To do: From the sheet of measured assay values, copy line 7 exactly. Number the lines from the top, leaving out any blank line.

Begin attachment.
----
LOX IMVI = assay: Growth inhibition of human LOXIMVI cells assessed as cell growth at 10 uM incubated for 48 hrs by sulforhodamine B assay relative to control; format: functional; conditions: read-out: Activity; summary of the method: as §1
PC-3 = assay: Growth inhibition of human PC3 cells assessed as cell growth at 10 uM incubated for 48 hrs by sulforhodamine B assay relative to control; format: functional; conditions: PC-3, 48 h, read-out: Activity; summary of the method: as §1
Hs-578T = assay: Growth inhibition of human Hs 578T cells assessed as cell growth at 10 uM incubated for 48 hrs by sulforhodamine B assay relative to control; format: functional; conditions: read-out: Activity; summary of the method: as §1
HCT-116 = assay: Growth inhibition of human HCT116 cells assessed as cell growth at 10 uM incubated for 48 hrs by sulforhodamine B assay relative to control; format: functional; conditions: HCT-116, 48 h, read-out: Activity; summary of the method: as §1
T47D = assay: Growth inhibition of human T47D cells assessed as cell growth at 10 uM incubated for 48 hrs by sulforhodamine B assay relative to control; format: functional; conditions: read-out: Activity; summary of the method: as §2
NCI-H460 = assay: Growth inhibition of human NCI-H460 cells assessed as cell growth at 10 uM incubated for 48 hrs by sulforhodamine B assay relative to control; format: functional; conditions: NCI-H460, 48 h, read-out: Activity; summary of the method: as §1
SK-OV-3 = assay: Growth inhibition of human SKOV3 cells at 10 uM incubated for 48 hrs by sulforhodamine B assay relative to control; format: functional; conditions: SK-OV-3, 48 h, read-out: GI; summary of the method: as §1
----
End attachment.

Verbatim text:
SK-OV-3 = assay: Growth inhibition of human SKOV3 cells at 10 uM incubated for 48 hrs by sulforhodamine B assay relative to control; format: functional; conditions: SK-OV-3, 48 h, read-out: GI; summary of the method: as §1